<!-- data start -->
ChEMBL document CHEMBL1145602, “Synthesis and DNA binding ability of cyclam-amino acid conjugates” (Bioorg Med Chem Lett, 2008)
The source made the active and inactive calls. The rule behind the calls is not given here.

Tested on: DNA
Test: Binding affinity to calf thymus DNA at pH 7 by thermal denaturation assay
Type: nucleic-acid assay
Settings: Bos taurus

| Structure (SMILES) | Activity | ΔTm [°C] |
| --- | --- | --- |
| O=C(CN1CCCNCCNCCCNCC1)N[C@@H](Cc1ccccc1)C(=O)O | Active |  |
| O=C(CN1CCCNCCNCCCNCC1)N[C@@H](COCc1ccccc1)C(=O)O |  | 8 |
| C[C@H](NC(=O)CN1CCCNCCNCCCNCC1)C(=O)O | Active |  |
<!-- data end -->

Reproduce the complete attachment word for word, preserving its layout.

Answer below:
ChEMBL document CHEMBL1145602, “Synthesis and DNA binding ability of cyclam-amino acid conjugates” (Bioorg Med Chem Lett, 2008)
The source made the active and inactive calls. The rule behind the calls is not given here.

Tested on: DNA
Test: Binding affinity to calf thymus DNA at pH 7 by thermal denaturation assay
Type: nucleic-acid assay
Settings: Bos taurus

| Structure (SMILES) | Activity | ΔTm [°C] |
| --- | --- | --- |
| O=C(CN1CCCNCCNCCCNCC1)N[C@@H](Cc1ccccc1)C(=O)O | Active |  |
| O=C(CN1CCCNCCNCCCNCC1)N[C@@H](COCc1ccccc1)C(=O)O |  | 8 |
| C[C@H](NC(=O)CN1CCCNCCNCCCNCC1)C(=O)O | Active |  |